The Navy’s Soldiers

Hull has historically been a recruiting ground for the Royal Marines, who are world famous for fighting ‘On Land and Sea’.

Thirty Seven Royal Marines from Hull died in the First World war, and another thirty Hull men died serving with the Royal Navy Division.

At the start of the war there were between 20-30,000 Naval reserves who could not find jobs on any war ships. Winston Churchill decided that this was sufficient to form two Naval Brigades and a Brigade of Marines for fighting on land. This became the 63rd Royal Naval Division.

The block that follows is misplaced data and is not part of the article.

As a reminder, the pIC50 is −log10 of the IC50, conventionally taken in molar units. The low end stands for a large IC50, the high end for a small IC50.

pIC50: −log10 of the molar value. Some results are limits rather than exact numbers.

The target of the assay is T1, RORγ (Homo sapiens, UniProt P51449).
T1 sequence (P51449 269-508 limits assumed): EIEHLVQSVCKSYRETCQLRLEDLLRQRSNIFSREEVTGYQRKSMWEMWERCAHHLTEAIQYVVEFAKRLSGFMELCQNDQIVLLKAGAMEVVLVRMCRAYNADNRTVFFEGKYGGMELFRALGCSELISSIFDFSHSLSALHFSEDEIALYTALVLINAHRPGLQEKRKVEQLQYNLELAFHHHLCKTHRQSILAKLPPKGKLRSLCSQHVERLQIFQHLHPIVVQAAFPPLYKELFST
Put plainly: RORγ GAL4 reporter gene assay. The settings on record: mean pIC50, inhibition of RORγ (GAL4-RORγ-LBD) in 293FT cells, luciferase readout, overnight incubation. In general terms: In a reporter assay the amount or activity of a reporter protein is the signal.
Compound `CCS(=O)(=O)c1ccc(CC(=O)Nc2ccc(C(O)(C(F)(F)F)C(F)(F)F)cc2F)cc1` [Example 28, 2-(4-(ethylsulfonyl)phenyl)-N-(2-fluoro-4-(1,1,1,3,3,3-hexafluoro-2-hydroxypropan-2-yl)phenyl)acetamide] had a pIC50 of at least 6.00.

The Royal Naval Division, formed in September 1914, fought on land alongside the Army in the First World War. It consisted of personnel brought together from the Royal Naval Reserve, Royal Fleet Reserve, Royal Naval Volunteer Reserve, a brigade of Royal Marines, Royal Navy and Army personnel. The Royal Naval Divison saw action at Gallipolli, the Somme, Passchendaele, and all the closing battles of 1918. It was disbanded in April 1919, having suffered 47,900 casualties during the war.

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